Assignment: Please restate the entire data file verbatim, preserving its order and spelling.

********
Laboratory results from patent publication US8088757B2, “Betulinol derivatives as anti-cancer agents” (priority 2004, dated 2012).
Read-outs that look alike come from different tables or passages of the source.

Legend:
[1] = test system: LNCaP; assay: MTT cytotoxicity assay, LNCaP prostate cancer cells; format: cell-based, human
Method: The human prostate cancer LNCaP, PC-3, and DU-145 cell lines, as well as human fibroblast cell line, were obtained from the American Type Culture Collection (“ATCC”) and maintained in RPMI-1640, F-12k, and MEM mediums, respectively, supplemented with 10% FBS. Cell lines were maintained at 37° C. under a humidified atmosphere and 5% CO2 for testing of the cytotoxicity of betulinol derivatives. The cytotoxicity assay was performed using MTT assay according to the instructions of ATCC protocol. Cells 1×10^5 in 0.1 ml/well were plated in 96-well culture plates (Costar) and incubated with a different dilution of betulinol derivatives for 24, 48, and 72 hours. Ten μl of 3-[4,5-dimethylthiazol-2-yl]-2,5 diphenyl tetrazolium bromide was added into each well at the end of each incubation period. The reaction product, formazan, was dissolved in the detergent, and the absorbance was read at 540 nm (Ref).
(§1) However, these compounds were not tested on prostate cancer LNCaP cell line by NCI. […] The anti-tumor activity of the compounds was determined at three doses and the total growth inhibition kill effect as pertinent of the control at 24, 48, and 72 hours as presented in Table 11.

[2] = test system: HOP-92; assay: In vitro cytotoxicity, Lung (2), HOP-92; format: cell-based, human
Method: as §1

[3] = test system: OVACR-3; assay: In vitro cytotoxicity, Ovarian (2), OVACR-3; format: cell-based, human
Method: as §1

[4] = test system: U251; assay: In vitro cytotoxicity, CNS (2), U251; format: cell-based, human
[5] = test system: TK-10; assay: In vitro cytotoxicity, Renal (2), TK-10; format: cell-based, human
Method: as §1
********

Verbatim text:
Laboratory results from patent publication US8088757B2, “Betulinol derivatives as anti-cancer agents” (priority 2004, dated 2012).
Read-outs that look alike come from different tables or passages of the source.

Legend:
[1] = test system: LNCaP; assay: MTT cytotoxicity assay, LNCaP prostate cancer cells; format: cell-based, human
Method: The human prostate cancer LNCaP, PC-3, and DU-145 cell lines, as well as human fibroblast cell line, were obtained from the American Type Culture Collection (“ATCC”) and maintained in RPMI-1640, F-12k, and MEM mediums, respectively, supplemented with 10% FBS. Cell lines were maintained at 37° C. under a humidified atmosphere and 5% CO2 for testing of the cytotoxicity of betulinol derivatives. The cytotoxicity assay was performed using MTT assay according to the instructions of ATCC protocol. Cells 1×10^5 in 0.1 ml/well were plated in 96-well culture plates (Costar) and incubated with a different dilution of betulinol derivatives for 24, 48, and 72 hours. Ten μl of 3-[4,5-dimethylthiazol-2-yl]-2,5 diphenyl tetrazolium bromide was added into each well at the end of each incubation period. The reaction product, formazan, was dissolved in the detergent, and the absorbance was read at 540 nm (Ref).
(§1) However, these compounds were not tested on prostate cancer LNCaP cell line by NCI. […] The anti-tumor activity of the compounds was determined at three doses and the total growth inhibition kill effect as pertinent of the control at 24, 48, and 72 hours as presented in Table 11.

[2] = test system: HOP-92; assay: In vitro cytotoxicity, Lung (2), HOP-92; format: cell-based, human
Method: as §1

[3] = test system: OVACR-3; assay: In vitro cytotoxicity, Ovarian (2), OVACR-3; format: cell-based, human
Method: as §1

[4] = test system: U251; assay: In vitro cytotoxicity, CNS (2), U251; format: cell-based, human
[5] = test system: TK-10; assay: In vitro cytotoxicity, Renal (2), TK-10; format: cell-based, human
Method: as §1